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The Nixon Precedent: Lawyer, author reviews book by Citadel Intelligence professor

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Photo: Melissa Graves, Ph.D. (left) arranged the Watergate panel, held on The Citadel campus in February 2020 as part of the Department of Intelligence and Cybersecurity’s two-day conference. (Seated left to right: Melissa Graves, Ph.D., John Mindermann, John Clynick, Paul Magallanes, Daniel Mahan and Angelo Lano.)

As seen in Washington Decoded, by James Robenalt

Nixon’s FBI: Hoover, Watergate, and a Bureau in Crisis
Melissa Graves
Lynne Rienner Publishers. 246 pp. $85

Exactly one thousand twenty-five words comprise Article II of the Constitution, and most of them are devoted to how to select a president of the United States.

The two hundred or so left over describe a president’s substantive powers. That the key phrase—“executive power shall be vested in the president of the United States”—has been interpreted generously is an understatement. It has become the basis for vast power since it confers unenumerated powers. By contrast, Article I, which governs the Congress, only vests all legislative powers “granted herein”—a limiting qualifier.

Add sweeping clauses like “commander in chief,” and “he shall take care that the laws be faithfully executed,” and you arrive at the dilemma posed in Melissa Graves’s new book, Nixon’s FBI, Hoover, Watergate, and a Bureau in Crisis. What are the limits of a president’s control over federal law enforcement, especially when the crimes at issue may involve the president in either his/her private or elected capacity? This issue, in turn, raises the question of the government’s power to surveil its citizens, including citizens who may be considered political dissidents and not seditious criminals. That question is at the heart of the present danger posed by domestic extremists or terrorists who have grown exponentially during the Trump administration.

This makes Nixon’s FBI an important read.

An assistant professor in the Department of Intelligence and Security Studies at The Citadel, Melissa Graves started out to write about the fundamental conflict between the FBI’s duties, as the premier federal investigative agency, and the fact that it answers to the president while also investigating said president from time to time. Her focus was the Nixon administration, when this conflict was in sharper relief, owing to the Watergate scandal, than at any other time save for the past four years. Eventually her research encompassed the courageous FBI agents who pursued the Watergate investigation despite all the headwinds from higher-ups to constrict the search for the truth—including, as it turned out, a higher-up named Richard M. Nixon. Special agents like Angelo Lano, John Mindermann, Daniel Mahan, Paul Magallanes, and John Clynick are profiled in an important chapter about the investigation of the break-in by the FBI’s Washington Field Office. These agents are depicted, correctly,  as being many steps ahead of Washington Post journalists Bob Woodward and Carl Bernstein. While Woodward and Bernstein are celebrated in history as the “intrepid” reporters who cracked the Watergate case, in reality it was the hard work of these FBI agents who simply would not be waylaid. Click here to read more.

#7 in America: The Citadel Intelligence and Security Studies bachelor’s degree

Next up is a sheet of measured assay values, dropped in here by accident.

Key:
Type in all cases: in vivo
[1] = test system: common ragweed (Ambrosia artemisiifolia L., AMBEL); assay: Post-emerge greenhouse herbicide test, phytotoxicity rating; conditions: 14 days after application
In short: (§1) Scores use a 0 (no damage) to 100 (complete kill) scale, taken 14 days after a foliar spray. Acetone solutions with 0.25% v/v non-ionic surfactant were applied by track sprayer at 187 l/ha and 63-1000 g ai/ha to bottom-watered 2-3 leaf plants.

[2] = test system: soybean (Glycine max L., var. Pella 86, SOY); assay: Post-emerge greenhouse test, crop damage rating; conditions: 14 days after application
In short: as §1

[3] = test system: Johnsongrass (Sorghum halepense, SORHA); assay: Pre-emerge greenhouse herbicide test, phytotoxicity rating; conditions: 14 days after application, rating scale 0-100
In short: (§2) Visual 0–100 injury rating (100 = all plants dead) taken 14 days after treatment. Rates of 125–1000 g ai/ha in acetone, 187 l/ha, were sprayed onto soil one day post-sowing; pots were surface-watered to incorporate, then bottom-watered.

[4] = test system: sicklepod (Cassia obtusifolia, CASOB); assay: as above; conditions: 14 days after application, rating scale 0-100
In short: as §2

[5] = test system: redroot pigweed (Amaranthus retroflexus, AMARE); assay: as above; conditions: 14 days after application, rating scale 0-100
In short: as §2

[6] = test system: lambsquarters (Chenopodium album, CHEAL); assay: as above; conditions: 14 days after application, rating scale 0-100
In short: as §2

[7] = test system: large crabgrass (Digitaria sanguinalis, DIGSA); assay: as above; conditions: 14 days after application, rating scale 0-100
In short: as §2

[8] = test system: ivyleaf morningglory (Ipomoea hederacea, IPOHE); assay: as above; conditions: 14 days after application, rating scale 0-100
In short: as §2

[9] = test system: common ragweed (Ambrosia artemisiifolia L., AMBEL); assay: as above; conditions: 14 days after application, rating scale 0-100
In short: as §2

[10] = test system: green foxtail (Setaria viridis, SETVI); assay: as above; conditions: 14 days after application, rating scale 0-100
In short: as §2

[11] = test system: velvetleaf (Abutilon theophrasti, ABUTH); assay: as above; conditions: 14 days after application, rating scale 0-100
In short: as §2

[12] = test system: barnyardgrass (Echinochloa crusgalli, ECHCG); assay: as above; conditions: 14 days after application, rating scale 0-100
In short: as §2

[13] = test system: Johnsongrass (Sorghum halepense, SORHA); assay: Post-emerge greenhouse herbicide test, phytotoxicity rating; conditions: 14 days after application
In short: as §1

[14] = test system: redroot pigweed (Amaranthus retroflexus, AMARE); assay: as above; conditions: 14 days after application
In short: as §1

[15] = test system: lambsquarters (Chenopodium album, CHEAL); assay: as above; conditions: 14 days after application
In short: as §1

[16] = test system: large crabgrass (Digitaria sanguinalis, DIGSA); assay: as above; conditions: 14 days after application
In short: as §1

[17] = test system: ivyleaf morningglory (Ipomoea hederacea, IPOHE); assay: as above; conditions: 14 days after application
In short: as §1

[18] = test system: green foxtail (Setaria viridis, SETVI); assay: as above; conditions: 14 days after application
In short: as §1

As seen on

Individuals who are interested in pursuing an intelligence analysis career need to find a degree program that will offer them the skills they need to perform at the highest possible level. National security depends on how well the intelligence analysts do their job. With that being said, intelligence analysis career opportunities are available to those who meet or exceed the expectations that have been set for them. Being able to work in this highly stressful environment requires dedication to detail and a firm resolve to protect our country from any type of threat.

A career in intelligence analysis can lead to opportunities with employment opportunities with private security agencies as well. These private security agencies formulate risk analysis strategies that are beneficial to American companies who have vested financial interests in overseas markets.

7. The Citadel

The Citadel offers a BA in Intelligence and Security Studies (ISS) that is among the best degrees for intelligence analysis. Students who have already complete at least 24 semester credits may apply for this completion degree program, which can be completed entirely online. Students explore the many aspects of global and national threats present to US security forces while employing tactical and strategic analysis.

The Citadel (full name The Military College of South Carolina)l was established as a senior military college in 1842 by the state’s legislative body. Citadel’s campus in Charleston is home to approximately 3,550 students. The Citadel is ranked among the best colleges for veterans. The student body at the Citadel is recognized as one of the biggest uniformed bodies in the nation.

Program: BA in Intelligence and Security Studies

Department Highlights: Summer 2019 Study Abroad Programs

Intelligence gathering on Russia’s edge

The Republic of Georgia, wedged between Russia and Turkey, is a critical strategic partner to the United States. That’s why a group of graduate and undergraduate students with The Citadel Department of Intelligence and Security Studies went there to study. Their leader: Terry Mays, Ph.D., professor of political science, and international relations expert.


Few, if any, U.S. colleges besides The Citadel, offer the opportunity to study abroad in this important locale, Mays said. It is critical to understand Russia’s role in this region and how Georgia and other states cooperate in order to maintain their independence.

The four week study abroad trip included multiple excursions to exciting locations, lectures by former ambassadors to the U.S., former ministers in the Georgian government, and trips to Georgian military facilities.Click here to read more about our Georgia Study Abroad